2: Bad to the Bone
Not just the greatest introduction of any character in the Terminator series, it’s one of the all-time best meet-and-greets in movie history. Arnold’s reappearance is a textbook example of reacquainting the audience with a legendary character and setting the tone for his unlikely change of sides. The Terminator doesn’t hesitate in destroying a bar full of bikers, but the humour in the scene — “I need your clothes, your boots and your motorcycle” — eases us in to Arnie’s repurposing and his almost-human moments that will follow.
1: “You’re terminated, fucker”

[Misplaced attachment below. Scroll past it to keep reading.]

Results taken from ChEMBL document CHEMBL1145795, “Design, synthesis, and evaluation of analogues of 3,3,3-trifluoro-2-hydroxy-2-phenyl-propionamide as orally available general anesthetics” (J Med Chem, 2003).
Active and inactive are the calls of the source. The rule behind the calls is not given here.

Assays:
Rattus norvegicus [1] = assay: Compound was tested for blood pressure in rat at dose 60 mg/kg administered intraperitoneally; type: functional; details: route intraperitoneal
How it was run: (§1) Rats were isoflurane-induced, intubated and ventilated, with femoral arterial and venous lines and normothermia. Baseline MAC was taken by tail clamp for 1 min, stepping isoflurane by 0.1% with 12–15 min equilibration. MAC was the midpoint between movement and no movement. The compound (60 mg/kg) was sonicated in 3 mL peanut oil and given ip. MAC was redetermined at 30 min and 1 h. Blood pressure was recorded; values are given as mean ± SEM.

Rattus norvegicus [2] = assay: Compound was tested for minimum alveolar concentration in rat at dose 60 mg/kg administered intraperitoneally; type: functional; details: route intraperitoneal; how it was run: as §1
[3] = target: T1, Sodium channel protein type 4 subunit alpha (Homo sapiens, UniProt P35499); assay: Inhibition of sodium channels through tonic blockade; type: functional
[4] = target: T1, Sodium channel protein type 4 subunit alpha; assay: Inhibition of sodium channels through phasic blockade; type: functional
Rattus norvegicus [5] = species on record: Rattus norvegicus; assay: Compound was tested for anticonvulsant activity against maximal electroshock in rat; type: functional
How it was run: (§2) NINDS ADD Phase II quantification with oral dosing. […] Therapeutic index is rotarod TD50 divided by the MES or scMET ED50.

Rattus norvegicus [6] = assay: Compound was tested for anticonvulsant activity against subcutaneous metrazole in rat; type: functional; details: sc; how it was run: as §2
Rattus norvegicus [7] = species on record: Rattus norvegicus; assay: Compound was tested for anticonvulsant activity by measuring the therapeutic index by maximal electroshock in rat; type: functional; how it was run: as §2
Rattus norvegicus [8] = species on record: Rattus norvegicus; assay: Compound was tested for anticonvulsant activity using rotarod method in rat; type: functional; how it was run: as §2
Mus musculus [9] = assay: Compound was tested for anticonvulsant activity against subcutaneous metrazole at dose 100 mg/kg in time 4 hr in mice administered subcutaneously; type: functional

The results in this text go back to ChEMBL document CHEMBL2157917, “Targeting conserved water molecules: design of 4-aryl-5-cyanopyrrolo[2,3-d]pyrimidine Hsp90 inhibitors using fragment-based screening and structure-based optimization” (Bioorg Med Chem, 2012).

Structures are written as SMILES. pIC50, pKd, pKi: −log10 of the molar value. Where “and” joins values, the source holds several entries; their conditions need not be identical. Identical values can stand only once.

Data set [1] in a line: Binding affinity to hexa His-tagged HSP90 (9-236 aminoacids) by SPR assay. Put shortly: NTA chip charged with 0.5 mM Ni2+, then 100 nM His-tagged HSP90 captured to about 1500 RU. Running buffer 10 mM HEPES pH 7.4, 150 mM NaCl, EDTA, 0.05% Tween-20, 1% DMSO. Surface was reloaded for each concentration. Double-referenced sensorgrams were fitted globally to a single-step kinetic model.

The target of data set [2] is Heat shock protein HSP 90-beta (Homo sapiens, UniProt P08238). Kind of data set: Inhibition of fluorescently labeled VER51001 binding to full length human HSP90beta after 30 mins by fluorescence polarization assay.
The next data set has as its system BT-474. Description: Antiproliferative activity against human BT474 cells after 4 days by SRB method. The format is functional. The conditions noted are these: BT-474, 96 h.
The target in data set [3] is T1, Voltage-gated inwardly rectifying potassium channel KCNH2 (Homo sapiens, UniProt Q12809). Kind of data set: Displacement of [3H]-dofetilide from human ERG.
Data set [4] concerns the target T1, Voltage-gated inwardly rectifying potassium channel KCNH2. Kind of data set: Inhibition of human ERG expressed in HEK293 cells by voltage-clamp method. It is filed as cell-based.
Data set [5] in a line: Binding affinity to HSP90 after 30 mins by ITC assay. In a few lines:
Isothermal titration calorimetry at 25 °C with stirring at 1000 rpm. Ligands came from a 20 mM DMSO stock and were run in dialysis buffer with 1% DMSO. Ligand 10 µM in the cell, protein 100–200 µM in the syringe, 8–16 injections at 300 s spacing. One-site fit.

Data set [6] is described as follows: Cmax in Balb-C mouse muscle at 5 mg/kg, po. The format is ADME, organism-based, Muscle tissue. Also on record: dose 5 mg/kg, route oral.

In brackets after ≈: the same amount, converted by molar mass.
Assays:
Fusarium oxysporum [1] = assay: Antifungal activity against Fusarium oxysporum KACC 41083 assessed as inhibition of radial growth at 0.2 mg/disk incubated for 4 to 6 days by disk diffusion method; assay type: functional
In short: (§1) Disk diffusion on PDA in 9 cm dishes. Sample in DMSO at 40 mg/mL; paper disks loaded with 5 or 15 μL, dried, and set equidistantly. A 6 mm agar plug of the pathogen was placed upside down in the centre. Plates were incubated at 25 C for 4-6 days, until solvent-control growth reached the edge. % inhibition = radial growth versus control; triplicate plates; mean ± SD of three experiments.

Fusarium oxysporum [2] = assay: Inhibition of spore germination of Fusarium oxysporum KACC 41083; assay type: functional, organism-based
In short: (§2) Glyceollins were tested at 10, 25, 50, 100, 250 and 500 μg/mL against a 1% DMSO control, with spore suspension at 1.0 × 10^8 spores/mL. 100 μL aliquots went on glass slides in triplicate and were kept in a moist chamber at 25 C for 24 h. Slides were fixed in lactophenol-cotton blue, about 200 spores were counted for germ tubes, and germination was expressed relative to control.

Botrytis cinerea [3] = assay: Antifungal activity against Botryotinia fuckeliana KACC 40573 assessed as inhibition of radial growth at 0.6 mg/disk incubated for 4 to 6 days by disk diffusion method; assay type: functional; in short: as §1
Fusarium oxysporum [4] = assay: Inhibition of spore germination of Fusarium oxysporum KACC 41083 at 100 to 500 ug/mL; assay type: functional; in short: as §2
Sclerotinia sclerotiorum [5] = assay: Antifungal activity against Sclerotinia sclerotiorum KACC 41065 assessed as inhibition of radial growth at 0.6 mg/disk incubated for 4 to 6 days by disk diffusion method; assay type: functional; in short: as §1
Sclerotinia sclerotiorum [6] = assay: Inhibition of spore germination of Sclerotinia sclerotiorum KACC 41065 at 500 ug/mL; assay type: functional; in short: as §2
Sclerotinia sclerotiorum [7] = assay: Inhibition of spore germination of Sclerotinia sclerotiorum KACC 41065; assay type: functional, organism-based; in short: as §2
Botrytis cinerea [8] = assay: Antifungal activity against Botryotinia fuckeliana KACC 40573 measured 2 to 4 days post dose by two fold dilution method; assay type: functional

As hard as it is to choose a mere 10 great moments from a series (or at least two films) filled with so many, there’s something still so devastating about the tense, terrific seconds that bring the original movie’s factory fight to a crushing close. The creepiness of the T-101 as it crawls unrelenting, despite being only half a robotic skeleton, toward the trapped Sarah Connor is among the film’s most powerful images — the claw, scrape, claw of the metal hand inching closer, never stopping, unable to be reasoned with. But it’s the image of the previously helpless young woman suddenly asserting herself in the face of this mechanical monster that sears the series’ human-vs.-machines struggle into memory. If meek little waitress Sarah can become a badass mercenary and mother of the future of the human resistance, then maybe there’s hope.